Lower interest rates unlikely to speed up housing recovery

Last week, the Federal Reserve made a move to buy close to $40 billion each month in government mortgage-backed securities until the jobs industry makes a significant recovery. This will hopefully lower mortgage rates and other borrowing costs for consumers and businesses.

As reported by USA Today, the short-term goals of the Fed's purchases will lift stocks and increase housing sales and prices, in turn raising the net worth of many Americans. 

"To the extent that home prices begin to rise, consumers will feel wealthier, they'll feel more disposed to spend," Fed Chairman Ben Bernanke said to the news source.

Multiple reports show that Americans have been working toward refinancing options, trying to take advantage of lower mortgage rates. According to TrimTabs Investment Research and the Mortgage Bankers Association, the lower rates significantly increased the amount of mortgage refinancing from March to July.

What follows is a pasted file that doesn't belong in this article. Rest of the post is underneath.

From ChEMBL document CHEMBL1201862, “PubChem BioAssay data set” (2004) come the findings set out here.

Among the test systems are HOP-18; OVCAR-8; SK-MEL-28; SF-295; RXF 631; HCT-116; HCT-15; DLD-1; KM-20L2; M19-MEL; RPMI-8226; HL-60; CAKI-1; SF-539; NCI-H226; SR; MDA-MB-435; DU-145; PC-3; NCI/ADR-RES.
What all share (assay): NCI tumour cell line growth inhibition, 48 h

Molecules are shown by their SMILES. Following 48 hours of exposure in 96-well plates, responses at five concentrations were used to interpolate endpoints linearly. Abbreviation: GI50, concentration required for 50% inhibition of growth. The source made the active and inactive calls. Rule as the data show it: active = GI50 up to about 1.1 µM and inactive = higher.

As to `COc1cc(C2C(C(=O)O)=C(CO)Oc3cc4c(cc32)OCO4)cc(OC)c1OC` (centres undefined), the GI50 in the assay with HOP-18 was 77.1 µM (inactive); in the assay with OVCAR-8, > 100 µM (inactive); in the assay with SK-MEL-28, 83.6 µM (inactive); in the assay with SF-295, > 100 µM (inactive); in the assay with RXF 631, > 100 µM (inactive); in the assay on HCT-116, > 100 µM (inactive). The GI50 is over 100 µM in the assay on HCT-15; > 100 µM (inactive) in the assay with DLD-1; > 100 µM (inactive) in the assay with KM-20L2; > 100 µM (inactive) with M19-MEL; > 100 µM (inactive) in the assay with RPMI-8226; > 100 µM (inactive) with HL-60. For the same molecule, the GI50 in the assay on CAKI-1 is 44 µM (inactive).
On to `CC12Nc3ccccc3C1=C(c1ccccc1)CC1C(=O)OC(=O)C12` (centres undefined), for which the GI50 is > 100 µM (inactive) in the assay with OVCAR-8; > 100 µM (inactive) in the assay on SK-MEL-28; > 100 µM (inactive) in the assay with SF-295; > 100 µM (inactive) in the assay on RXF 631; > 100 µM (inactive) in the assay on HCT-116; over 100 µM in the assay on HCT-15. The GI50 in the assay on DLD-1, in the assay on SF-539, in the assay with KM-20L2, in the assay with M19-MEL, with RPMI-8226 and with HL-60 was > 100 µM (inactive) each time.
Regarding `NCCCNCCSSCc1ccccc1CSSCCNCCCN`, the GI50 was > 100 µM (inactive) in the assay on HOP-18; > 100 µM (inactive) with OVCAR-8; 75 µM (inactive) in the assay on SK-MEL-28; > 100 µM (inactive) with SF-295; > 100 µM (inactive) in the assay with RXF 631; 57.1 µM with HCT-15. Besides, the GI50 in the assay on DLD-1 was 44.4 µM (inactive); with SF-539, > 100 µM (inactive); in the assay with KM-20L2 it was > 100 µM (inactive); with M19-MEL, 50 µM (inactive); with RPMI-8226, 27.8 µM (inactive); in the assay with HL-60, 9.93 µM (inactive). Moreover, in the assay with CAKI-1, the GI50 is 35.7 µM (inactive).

While the overall recovery is on its way, RealtyTrac's Foreclosure Market Report for August showed that Illinois became the state with the highest foreclosure rate. Last month, one in every 298 Illinois housing units had a foreclosure filing.

Furthermore, the state saw homeowners file for foreclosure 29 percent higher than in July, and on a yearly basis, foreclosure starts were up 18 percent.

With the housing market continuing to slowly work its way back to the top, lenders would be wise to ensure that they are using an amortization schedule for loans. This will also benefit borrowers, as they can rest assured that they were given a repayment plan suited to their financial needs. Additionally, loan management software can help create the right type of loan, from which an amortization schedule can then be made.